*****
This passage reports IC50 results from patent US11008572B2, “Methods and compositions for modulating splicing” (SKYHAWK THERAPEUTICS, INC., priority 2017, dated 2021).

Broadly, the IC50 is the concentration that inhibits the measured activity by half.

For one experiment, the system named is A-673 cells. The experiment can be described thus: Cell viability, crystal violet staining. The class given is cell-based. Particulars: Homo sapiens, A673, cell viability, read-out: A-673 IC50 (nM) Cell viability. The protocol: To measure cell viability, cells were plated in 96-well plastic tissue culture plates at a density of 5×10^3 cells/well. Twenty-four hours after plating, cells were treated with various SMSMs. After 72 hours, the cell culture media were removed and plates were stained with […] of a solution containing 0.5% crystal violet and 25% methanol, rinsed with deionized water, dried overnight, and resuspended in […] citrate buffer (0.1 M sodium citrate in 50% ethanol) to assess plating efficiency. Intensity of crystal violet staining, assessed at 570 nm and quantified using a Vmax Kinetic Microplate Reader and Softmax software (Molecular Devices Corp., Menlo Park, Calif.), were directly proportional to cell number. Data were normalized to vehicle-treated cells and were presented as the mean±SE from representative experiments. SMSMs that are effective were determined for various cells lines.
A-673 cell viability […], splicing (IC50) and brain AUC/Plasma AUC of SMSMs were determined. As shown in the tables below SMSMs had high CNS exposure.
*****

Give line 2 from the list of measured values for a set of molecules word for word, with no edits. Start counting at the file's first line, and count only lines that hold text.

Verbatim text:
Broadly, the IC50 is the concentration that inhibits the measured activity by half.